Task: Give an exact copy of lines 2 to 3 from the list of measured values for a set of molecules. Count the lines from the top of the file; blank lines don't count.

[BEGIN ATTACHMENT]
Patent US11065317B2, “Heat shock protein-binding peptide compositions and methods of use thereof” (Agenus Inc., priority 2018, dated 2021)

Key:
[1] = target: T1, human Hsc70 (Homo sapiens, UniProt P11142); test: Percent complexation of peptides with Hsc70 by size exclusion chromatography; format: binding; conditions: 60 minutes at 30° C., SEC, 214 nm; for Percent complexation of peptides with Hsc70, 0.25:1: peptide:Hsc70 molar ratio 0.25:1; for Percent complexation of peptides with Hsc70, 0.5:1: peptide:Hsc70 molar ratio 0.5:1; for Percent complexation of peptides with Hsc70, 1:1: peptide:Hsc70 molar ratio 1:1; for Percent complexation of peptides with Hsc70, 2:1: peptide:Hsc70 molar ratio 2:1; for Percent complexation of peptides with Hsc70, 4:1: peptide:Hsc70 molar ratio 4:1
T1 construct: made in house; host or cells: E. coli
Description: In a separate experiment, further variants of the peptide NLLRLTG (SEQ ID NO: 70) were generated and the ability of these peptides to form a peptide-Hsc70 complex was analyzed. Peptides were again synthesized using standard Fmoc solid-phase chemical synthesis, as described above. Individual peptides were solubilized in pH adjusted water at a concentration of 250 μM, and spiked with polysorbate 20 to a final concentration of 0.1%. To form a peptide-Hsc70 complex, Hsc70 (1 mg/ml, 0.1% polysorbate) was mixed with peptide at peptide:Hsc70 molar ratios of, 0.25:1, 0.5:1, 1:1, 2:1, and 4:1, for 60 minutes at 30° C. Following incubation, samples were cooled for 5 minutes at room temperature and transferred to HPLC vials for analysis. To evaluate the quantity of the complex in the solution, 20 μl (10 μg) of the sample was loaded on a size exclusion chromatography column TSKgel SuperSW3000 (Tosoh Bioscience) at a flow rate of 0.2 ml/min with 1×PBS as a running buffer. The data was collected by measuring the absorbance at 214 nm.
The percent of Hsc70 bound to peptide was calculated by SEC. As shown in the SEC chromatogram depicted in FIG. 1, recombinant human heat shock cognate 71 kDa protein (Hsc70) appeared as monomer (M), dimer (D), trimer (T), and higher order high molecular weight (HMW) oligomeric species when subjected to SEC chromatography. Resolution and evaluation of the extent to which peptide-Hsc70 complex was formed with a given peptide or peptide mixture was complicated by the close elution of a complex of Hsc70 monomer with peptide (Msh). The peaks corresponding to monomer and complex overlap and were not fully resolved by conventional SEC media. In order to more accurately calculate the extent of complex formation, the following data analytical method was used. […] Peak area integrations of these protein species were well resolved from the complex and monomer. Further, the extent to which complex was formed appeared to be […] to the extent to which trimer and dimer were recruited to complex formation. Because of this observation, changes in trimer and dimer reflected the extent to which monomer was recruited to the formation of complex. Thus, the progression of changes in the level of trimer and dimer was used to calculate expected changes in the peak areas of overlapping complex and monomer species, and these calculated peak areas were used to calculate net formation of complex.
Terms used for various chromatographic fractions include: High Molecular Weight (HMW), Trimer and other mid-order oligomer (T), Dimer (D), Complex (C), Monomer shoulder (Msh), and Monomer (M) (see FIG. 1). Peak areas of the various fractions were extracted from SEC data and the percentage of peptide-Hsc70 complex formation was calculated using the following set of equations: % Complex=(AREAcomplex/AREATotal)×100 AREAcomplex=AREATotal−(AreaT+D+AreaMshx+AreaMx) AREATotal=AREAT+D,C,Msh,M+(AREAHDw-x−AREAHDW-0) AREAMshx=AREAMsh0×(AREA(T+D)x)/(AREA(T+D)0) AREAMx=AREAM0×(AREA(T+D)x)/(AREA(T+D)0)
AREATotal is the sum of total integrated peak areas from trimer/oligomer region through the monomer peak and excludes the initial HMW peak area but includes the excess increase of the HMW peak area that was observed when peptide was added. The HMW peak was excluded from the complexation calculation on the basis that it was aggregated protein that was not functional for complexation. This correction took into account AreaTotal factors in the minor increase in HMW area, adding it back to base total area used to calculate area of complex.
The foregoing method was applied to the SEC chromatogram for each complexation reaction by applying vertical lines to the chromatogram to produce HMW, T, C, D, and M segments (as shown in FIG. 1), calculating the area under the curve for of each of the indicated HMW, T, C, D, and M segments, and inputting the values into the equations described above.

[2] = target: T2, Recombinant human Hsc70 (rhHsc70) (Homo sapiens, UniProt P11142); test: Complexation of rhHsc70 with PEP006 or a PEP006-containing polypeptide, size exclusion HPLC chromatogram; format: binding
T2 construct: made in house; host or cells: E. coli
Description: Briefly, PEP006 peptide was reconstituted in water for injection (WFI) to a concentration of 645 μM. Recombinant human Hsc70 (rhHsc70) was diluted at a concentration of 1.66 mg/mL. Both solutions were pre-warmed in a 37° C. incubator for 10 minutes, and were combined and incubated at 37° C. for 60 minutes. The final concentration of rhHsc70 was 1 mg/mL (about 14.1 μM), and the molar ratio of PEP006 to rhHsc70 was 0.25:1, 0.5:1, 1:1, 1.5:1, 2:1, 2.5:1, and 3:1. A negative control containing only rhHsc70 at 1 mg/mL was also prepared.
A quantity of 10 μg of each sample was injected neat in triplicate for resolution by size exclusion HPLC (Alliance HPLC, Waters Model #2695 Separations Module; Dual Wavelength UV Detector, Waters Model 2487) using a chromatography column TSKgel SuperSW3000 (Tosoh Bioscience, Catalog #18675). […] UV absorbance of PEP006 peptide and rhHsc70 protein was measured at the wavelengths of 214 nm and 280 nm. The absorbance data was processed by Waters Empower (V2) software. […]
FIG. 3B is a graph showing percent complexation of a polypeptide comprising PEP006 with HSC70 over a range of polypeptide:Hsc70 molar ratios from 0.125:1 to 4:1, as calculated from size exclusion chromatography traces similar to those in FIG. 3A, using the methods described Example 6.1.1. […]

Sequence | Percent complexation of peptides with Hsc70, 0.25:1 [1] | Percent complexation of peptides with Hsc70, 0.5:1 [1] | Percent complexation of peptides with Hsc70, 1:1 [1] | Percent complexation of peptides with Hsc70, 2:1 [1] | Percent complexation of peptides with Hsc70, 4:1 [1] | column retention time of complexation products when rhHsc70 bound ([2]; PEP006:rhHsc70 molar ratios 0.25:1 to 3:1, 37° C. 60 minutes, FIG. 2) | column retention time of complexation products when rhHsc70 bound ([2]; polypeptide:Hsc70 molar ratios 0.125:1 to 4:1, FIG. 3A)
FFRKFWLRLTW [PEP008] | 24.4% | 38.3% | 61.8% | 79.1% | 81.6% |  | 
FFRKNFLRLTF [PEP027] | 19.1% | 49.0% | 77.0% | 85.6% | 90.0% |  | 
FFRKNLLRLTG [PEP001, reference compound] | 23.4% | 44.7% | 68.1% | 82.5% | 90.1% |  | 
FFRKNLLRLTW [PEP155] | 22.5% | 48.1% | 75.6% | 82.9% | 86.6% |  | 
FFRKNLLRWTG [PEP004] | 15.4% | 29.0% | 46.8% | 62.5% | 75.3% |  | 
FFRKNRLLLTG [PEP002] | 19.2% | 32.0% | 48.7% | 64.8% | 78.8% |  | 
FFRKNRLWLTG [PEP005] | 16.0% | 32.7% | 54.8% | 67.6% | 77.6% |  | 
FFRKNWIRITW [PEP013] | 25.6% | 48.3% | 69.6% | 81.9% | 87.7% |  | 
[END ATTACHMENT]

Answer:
Key:
[1] = target: T1, human Hsc70 (Homo sapiens, UniProt P11142); test: Percent complexation of peptides with Hsc70 by size exclusion chromatography; format: binding; conditions: 60 minutes at 30° C., SEC, 214 nm; for Percent complexation of peptides with Hsc70, 0.25:1: peptide:Hsc70 molar ratio 0.25:1; for Percent complexation of peptides with Hsc70, 0.5:1: peptide:Hsc70 molar ratio 0.5:1; for Percent complexation of peptides with Hsc70, 1:1: peptide:Hsc70 molar ratio 1:1; for Percent complexation of peptides with Hsc70, 2:1: peptide:Hsc70 molar ratio 2:1; for Percent complexation of peptides with Hsc70, 4:1: peptide:Hsc70 molar ratio 4:1